Kevin Mokuahi has paddled most of his life. Like most growing up here in the islands, he spent a lot of time in the ocean. Growing up during the 60’s, Kevin worked at Waikiki Beach with his uncle. His family’s family are all paddlers. Even Nappy Napoleon is part of his ohana. “Imagine if we all joined the same club?” he mentioned as we talked after his first annual Island to Island race. “We’d all be legends.”
Lokahi Canoe Club was his ‘family’ of choice. (He prefers to call clubs families.) Throughout the 80s, Lokahi was a powerhouse at Na Ohana O Na Hui Wa’a (Hui Wa’a). He paddled and coached at Lokahi for 27 years. His youth program was one of the strongest in the state.
“Watching these kids that I had coached who were then 12 who now are coaching and still paddling makes me feel blessed,” he said. “Paddling is good at getting everyone together as a family. It’s not just about the winning, it’s experiencing the ocean and learning about Polynesian paddling,” he said. “Along with the lord and my family, it is part of my life.”
After nearly three decades paddling with Lokahi, Kevin had to take a break to care for his father. When he returned to paddle, he had a strong desire to give back to the sport that had given him so much. Word of Life Pastor Chauncey Pang had a canoe for recreational paddling; Kevin had coached his son. Pastor Chauncey approached Kevin asking if he could teach his group of recreational paddlers about paddling and that’s how Kevin started sharing with the ministry.
“He knew I had a vision and he had a vision. His goal was to reach out to people. My goal was to get back into paddling and give back to the sport”. Now he shares Pastor Chauncey’s vision and together with the help from their ohana, they formed Olelo O Keala.
“Every club does things differently. We don’t go out and push hard workouts,” he said. “We paddle just for the love of paddling, sharing each others company and paddling as one blade. The main thing is to have fun and enjoy what we are doing. We all have commitments in our lives, our jobs and families, so we only practice two times a week.” (Tue. & Thur.)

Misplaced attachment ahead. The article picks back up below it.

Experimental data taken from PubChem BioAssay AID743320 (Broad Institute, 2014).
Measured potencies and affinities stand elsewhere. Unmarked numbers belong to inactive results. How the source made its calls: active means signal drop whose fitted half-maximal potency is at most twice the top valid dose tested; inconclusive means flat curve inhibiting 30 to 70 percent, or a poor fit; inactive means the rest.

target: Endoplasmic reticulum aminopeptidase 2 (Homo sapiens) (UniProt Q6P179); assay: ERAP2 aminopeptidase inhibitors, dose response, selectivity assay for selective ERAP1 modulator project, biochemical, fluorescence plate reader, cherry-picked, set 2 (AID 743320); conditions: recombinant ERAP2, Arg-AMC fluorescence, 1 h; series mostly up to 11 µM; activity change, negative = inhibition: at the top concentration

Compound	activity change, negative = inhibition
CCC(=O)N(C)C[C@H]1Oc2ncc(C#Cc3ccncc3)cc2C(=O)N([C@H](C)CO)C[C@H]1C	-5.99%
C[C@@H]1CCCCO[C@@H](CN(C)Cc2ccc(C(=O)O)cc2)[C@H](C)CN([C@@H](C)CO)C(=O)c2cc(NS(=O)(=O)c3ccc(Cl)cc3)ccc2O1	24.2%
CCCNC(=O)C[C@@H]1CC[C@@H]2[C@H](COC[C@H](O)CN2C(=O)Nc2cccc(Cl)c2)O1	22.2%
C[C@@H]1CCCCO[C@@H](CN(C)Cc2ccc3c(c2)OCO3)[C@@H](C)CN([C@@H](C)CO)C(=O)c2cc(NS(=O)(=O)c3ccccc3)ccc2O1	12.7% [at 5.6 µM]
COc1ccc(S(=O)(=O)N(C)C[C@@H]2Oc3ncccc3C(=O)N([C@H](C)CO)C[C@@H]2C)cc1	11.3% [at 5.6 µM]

Kevin knows canoe paddling can be competitive. “Most of the guys that have been paddling for a long time, paddlers that do the one-man training, paddlers that are always on top, want to go to bigger clubs. I just want people to learn about paddling. Winning is going to come naturally, it’s all about how much you want to put into it. If you want to join a club that doesn’t push, that treats everyone as equals, come on over. We are here to help each other and hit the goals we want to hit. Believe in yourself and the ‘Man Upstairs'”, he said.
In the club’s early days, there were just five paddlers and the recreational church members. Then one day the ministry asked Kevin what they would need to do to join an association. With his background at Lokahi, he knew the steps they would have to take.
“We’ll need a president, a vice president, a secretary, treasurer and a fund-raising committee,” he told them. Then they asked for help from the other clubs for canoes to practice with. Nappy Napoleon of Anuenue Canoe Club lent him a few canoes so he could put together a double-hull, which is helpful when teaching new paddlers the ins-and-outs of paddling.
Olelo grew as more paddlers were attracted to the ohana (family) and supportive atmosphere at the club. Starting with one canoe and The Word of Life ministry’s faith in Kevin and his faith that the ministry could provide the support needed to run a club, Olelo grows while fulfilling it’s mission.
“The first year we had six crews qualify for ‘States’ in Maui. My Novice B men won Oahu’s and got third in the states.” Kevin understands peoples different needs and different strokes. “A lot of paddlers are trying to get real competitive, trying to be like the Tahitians, but who has the time for that?” he weighed in. “I just want paddling to be like how it was when I first started and this is why I’m still doing it after 38 years of paddling and thirty-something years coaching.”
Olelo is a new addition to the clubs in Hawaii. It’s mission is to help reconnect people to their spiritual gift through a canoe and being part of an ohana. Kevin is following his path keeping the spirit of paddling alive.
If you’d like to be part of their family, Olelo O Keala’s canoe site is at Sand Island. More information is online at www.olelookeola.com.